I don't think I mentioned any of those things. Story is what matters. No sex, language, or drugs in 2001: A Space Odyssey, but would Apple allow that? I'm guessing no. I really think they want humdrum kid stuff, with no story that you'll remember two days later. But...provided stock and/or dividend goes up, I'm ok with anything they create.
Rating: 2 Votes
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3 weeks ago
That sounds beyond awful and completely unwatchable.
Rating: 2 Votes
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3 weeks ago
I will always see them as sisters from Friends...
Rating: 1 Votes
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3 weeks ago
Interesting how people blame Apple for the "creative differences", which is nothing more than an industry catch-all for various conflicts that can arise.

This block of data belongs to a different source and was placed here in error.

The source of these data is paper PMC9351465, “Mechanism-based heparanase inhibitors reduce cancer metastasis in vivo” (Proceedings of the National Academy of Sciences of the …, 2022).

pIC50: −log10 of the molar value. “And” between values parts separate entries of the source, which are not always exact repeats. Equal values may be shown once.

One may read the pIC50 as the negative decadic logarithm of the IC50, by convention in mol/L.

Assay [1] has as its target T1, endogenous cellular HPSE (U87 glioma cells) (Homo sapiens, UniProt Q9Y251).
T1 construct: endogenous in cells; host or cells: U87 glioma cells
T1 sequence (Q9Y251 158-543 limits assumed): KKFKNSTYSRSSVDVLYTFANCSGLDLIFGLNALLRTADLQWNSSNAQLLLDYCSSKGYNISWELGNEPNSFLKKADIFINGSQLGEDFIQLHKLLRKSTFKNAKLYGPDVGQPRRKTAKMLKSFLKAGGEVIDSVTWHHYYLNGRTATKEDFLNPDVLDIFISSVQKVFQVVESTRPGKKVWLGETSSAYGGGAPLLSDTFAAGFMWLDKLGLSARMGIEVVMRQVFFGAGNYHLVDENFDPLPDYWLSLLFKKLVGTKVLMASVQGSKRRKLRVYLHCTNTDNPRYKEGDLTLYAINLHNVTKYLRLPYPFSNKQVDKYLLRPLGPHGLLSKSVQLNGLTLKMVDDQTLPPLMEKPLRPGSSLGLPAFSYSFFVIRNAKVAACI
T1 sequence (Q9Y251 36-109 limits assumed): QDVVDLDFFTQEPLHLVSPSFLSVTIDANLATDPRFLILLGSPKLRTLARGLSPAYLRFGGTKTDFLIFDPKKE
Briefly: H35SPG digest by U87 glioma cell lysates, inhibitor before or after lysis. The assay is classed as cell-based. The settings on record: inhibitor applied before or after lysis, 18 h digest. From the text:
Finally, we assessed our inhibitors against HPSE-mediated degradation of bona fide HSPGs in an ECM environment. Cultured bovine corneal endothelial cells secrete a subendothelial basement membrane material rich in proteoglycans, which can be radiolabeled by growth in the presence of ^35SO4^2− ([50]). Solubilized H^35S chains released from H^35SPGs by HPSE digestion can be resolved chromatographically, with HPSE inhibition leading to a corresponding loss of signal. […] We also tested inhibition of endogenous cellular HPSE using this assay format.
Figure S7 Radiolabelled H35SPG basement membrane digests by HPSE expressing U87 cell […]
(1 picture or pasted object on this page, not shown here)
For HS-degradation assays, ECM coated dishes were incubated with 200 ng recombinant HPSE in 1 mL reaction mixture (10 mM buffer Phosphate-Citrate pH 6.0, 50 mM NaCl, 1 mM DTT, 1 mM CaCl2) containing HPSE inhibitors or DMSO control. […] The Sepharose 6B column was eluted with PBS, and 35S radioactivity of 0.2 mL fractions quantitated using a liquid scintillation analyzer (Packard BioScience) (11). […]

Based on history (and there's a LOT of history of this type of thing happening in the entertainment industry) it's more likely that Aniston/Witherspoon were unhappy with the direction things were going. It's often the big-name stars who have more say over where a project goes, and causes a "junior" member to leave the project. And make no mistake, Aniston/Witherspoon are the "seniors" on this project.

But hey, keep blaming Apple if it makes you feel better.
Rating: 1 Votes
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3 weeks ago
Apple has always been family friendly ... stop hating just to be hating
Rating: 1 Votes
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3 weeks ago
I wonder if the parting was related to Apples 'family friendly' restrictions.
Rating: 1 Votes
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3 weeks ago

Ugh. Why do I see Apple having a lot of creative differences in the next few years. G rated junk will be the result.

Does every show on have to drop the f-bomb 50 times per episode, have at least 2 nearly X-rated sex scenes including at least one same sex, and the stars getting high on camera?
Rating: 1 Votes
Avatar
3 weeks ago

Would people subscribe to Apple Music if it is only the clean radio edits of songs? No, so why the hell is Apple meddling with shows so much when they go after all these creators on letting them create what they want to create.